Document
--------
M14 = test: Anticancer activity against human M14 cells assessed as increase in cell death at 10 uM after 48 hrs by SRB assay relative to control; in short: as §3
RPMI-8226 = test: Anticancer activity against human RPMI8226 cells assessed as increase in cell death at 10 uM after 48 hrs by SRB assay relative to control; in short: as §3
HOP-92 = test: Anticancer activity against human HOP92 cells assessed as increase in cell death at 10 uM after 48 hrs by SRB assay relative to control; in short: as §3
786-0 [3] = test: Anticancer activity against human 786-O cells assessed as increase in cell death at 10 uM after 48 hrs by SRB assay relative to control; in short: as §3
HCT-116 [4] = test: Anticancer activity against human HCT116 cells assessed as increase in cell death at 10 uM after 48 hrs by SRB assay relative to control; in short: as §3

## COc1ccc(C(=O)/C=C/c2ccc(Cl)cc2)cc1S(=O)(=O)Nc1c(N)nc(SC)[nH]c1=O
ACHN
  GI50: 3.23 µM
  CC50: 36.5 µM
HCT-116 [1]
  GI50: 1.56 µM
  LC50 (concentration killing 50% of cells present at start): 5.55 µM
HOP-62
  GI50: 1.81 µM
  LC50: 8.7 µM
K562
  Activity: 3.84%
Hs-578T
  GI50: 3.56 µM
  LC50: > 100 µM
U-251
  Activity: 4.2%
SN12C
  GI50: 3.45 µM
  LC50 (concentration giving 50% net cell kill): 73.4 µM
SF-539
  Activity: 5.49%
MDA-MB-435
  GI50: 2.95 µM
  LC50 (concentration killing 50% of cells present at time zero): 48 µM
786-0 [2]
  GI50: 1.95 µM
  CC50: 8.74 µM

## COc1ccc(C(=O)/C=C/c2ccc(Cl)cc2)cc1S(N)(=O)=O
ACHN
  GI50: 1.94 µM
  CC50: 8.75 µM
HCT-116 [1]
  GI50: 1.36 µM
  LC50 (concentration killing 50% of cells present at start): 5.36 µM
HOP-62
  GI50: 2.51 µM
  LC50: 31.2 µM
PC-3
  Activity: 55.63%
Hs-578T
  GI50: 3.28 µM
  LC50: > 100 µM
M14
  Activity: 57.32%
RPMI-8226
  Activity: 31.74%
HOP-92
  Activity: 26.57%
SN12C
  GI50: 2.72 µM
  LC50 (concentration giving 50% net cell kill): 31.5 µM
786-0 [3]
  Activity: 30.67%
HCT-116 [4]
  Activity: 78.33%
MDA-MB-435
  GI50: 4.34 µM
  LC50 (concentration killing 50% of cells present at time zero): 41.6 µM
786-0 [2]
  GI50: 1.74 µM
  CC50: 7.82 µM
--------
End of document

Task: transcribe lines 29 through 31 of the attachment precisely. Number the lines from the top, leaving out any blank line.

  GI50: 2.95 µM
  LC50 (concentration killing 50% of cells present at time zero): 48 µM
786-0 [2]